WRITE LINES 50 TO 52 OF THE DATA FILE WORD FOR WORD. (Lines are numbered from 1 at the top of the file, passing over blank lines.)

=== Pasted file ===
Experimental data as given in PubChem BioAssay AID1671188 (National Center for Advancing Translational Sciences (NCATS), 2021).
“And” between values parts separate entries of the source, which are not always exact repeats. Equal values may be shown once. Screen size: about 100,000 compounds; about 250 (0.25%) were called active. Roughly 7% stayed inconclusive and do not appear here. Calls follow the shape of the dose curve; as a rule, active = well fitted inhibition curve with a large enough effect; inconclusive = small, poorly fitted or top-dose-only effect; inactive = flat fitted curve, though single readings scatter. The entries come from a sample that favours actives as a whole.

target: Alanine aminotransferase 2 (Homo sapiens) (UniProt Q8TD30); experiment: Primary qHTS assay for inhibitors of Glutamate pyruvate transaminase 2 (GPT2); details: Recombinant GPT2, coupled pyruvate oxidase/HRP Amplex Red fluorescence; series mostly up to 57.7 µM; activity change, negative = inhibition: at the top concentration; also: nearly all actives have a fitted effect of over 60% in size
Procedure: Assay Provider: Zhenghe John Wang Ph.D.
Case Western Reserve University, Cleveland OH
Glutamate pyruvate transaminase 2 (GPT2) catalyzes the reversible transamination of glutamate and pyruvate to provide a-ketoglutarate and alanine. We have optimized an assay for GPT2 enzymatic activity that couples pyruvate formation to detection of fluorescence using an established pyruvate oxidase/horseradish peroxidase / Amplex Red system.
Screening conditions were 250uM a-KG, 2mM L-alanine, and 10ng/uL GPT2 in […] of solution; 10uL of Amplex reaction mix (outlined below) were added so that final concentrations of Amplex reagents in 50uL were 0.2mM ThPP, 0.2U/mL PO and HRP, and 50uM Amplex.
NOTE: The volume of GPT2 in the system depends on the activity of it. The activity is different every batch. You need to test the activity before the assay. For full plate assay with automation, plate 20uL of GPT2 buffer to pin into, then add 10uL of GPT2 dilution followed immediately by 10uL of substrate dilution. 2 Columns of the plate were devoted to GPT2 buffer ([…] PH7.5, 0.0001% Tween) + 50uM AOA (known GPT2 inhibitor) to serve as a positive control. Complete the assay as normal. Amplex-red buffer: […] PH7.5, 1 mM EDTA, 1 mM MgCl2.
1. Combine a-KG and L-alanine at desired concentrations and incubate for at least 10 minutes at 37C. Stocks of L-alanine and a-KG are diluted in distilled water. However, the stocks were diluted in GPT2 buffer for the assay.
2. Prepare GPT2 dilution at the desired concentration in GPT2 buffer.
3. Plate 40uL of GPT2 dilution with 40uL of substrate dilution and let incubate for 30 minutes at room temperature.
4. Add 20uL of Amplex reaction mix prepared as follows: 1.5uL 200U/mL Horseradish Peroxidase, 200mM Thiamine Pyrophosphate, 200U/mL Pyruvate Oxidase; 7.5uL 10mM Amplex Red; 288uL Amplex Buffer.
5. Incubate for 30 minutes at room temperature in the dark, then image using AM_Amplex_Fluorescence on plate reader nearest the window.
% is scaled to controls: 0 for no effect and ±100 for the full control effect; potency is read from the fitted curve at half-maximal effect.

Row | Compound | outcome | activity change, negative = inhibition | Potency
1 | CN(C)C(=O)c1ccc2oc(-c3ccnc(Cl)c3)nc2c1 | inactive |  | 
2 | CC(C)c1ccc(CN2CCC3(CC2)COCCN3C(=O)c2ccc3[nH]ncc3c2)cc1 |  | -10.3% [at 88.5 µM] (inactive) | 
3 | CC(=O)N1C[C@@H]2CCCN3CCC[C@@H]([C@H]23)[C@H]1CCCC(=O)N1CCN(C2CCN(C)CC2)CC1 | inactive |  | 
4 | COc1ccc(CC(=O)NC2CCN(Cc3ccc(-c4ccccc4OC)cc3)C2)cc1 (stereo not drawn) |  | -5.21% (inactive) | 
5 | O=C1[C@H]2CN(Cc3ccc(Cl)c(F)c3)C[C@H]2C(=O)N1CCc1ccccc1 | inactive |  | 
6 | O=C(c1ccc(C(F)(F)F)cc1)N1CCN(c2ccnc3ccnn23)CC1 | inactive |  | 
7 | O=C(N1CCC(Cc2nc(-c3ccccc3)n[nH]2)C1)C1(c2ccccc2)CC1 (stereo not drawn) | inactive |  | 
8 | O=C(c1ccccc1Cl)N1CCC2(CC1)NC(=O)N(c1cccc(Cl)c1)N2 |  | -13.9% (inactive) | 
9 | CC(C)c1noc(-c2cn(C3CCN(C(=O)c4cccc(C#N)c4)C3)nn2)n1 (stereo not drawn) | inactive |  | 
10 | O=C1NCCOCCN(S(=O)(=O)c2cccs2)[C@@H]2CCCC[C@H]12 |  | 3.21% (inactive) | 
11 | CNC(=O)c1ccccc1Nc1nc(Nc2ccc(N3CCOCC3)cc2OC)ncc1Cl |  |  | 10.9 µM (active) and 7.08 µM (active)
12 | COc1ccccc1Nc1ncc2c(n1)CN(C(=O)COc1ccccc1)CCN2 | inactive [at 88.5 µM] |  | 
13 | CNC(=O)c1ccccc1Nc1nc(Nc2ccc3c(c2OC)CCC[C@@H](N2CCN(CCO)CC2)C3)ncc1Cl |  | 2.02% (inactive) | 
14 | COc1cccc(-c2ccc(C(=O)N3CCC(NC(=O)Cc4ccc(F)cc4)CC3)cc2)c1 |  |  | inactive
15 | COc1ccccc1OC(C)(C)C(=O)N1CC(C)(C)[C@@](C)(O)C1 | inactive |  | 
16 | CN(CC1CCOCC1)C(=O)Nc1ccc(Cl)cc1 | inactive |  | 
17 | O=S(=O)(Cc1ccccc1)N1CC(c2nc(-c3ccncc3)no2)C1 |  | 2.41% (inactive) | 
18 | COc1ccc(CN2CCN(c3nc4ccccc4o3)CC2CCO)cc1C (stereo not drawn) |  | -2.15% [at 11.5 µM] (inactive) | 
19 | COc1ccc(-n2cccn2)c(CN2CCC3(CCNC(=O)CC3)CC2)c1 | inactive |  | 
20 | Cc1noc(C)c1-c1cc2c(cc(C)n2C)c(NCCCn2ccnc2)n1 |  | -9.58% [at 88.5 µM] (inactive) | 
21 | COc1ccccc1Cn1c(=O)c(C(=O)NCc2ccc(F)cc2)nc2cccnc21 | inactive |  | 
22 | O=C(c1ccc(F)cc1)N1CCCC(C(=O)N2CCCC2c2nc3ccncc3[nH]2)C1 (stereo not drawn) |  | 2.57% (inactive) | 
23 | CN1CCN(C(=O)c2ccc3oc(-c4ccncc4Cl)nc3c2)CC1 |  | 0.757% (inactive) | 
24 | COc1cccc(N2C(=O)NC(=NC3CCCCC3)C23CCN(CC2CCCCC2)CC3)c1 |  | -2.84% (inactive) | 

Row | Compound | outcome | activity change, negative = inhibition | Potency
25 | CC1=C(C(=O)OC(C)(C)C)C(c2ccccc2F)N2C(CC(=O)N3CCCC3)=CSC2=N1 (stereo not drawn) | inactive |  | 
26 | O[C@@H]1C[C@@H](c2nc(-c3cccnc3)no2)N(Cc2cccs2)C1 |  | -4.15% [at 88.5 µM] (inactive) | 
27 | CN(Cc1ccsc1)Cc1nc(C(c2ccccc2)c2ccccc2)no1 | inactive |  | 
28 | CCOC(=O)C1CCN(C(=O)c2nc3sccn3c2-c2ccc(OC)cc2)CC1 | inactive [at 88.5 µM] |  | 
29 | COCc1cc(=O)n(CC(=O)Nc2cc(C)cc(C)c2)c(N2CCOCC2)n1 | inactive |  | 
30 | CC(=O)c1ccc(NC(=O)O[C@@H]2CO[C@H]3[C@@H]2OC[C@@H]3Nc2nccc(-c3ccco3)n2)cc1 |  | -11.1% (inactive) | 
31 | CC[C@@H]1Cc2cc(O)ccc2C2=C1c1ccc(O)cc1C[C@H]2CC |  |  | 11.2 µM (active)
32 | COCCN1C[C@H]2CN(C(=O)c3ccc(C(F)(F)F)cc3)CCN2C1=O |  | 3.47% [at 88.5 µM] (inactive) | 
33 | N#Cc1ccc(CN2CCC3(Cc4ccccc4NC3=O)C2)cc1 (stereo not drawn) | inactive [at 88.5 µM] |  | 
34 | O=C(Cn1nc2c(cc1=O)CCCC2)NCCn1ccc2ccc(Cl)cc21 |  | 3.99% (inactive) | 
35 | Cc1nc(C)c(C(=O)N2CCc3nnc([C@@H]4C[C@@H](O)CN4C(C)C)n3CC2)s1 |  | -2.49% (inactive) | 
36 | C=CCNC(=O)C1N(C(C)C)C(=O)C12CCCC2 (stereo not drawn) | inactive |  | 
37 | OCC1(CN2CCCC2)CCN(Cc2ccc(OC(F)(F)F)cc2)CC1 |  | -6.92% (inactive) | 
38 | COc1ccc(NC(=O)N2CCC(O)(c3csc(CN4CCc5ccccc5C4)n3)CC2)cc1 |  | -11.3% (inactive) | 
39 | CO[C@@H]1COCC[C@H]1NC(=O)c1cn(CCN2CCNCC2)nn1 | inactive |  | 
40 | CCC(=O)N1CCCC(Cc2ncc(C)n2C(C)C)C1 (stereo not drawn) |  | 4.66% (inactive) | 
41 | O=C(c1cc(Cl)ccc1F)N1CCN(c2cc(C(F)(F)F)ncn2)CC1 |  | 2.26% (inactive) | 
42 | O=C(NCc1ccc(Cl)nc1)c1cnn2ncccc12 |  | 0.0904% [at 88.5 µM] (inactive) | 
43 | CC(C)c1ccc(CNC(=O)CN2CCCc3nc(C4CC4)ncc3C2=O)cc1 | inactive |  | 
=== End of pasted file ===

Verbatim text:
34 | O=C(Cn1nc2c(cc1=O)CCCC2)NCCn1ccc2ccc(Cl)cc21 |  | 3.99% (inactive) | 
35 | Cc1nc(C)c(C(=O)N2CCc3nnc([C@@H]4C[C@@H](O)CN4C(C)C)n3CC2)s1 |  | -2.49% (inactive) | 
36 | C=CCNC(=O)C1N(C(C)C)C(=O)C12CCCC2 (stereo not drawn) | inactive |  | 